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How to create an effective Behavior Plan
Transcript of How to create an effective Behavior Plan
1. Use the forced choice reinforcement menu found on the T drive.
2. Ask the student!!
3. Keep the reward simple: sometimes all it takes is a special seat, using a special pencil, or 5 minutes of computer time.
REMEMBER: Keep it positive! This is positive reinforcement--not negative. Step 1: Motivation 1. Use one of the premade ones found on the T drive or create your own!
Creating your own Behavior plan is easy!
Create a document with spaces for each subject of the day and columns for each goal.
Decide whether to record with signatures, smiles, points, etc.
Add a spot for a signature
and BINGO! A behavior sheet Step 3: Create a Behavior Sheet Just like when you're creating interventions for academic skills, the same rules apply for behavior. We need a baseline!
To baseline behavior, use your behavior sheet WITHOUT the student knowing about it.
Track their progress throughout the day. After figuring out your baseline, you can set your number goal. Remember to start small (don't expect your student to reach 5 out of 5!)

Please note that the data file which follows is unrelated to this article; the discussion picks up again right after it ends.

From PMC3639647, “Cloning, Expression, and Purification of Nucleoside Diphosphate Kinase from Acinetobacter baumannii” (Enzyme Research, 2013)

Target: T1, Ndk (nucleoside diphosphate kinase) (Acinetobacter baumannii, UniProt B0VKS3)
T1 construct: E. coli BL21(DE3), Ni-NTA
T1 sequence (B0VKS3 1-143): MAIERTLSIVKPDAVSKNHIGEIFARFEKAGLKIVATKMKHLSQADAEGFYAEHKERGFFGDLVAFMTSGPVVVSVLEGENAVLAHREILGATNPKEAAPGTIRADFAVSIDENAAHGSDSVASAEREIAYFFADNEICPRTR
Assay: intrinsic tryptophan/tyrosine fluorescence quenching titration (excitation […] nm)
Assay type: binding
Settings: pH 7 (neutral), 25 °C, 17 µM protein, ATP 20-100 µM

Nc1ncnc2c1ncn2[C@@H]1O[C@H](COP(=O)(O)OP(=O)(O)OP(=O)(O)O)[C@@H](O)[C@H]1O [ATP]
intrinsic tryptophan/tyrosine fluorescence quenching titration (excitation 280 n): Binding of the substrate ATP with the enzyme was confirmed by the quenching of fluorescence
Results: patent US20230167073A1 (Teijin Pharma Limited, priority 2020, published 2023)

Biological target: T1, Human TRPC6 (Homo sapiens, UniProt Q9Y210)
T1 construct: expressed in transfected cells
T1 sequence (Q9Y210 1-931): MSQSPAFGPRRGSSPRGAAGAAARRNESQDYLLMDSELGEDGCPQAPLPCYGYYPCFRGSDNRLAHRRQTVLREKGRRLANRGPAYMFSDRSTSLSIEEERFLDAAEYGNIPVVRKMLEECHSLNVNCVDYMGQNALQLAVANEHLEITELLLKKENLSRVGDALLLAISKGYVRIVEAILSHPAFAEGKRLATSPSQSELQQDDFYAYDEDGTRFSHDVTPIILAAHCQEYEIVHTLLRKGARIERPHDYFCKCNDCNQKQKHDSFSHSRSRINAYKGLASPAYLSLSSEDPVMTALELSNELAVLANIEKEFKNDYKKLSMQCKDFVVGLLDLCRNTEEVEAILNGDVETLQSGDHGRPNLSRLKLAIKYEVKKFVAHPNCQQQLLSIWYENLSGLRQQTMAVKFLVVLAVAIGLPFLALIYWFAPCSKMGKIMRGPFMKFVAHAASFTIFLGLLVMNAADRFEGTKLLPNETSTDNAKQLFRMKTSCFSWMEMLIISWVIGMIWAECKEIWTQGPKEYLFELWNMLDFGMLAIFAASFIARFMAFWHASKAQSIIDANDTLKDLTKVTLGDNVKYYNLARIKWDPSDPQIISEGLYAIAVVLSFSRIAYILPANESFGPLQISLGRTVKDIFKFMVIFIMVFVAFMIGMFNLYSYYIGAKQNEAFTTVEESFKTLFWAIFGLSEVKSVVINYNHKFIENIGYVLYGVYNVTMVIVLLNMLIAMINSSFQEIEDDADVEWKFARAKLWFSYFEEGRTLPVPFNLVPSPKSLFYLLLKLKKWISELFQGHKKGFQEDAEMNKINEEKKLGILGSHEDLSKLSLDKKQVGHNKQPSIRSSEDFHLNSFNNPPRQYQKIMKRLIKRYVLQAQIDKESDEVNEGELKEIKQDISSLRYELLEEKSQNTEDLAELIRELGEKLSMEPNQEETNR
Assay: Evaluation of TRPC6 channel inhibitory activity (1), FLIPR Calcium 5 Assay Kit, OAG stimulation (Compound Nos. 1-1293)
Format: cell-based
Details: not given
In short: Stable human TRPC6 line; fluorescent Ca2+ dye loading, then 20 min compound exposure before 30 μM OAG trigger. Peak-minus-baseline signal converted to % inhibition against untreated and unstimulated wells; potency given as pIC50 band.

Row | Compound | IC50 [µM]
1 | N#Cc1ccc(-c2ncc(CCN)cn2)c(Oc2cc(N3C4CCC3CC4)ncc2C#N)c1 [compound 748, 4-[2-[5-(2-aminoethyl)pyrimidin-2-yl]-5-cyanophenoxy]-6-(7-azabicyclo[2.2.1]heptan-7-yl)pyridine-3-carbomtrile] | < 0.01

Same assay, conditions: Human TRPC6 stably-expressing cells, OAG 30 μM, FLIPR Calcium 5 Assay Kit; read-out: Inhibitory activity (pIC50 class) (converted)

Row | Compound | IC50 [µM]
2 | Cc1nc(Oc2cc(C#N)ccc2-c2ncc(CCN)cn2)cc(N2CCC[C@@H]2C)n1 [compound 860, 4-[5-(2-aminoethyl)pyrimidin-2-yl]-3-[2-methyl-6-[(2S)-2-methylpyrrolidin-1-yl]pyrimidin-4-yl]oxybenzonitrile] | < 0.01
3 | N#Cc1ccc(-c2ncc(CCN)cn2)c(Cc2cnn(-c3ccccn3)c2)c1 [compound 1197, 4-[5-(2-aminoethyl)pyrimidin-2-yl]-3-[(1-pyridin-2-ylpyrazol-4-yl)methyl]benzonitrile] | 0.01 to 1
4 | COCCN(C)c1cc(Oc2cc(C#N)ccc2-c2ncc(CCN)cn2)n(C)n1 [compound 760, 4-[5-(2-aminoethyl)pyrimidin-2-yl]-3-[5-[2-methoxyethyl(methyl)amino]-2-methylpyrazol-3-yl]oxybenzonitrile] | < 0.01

Then, introduce the sheet to the student. Step 4: Baseline Step 2: Set Goals A few important reminders:
Just like with academic interventions, please allow a few weeks to see results.
If the plan isn't working, then change it! This may mean changing the reward or the goals. If you need help, see Ms. Hart! Behavior Plan Basics Keep it simple! Although students may be exhibiting many different behaviors, it is important to focus on the biggest issues first. Elementary aged students need to take baby steps to behavior success--so pick the one or two that are the most severe. For example:
Goal 1: Traci will follow directions the first time asked.
Goal 2: Traci will keep her hands to herself at all times.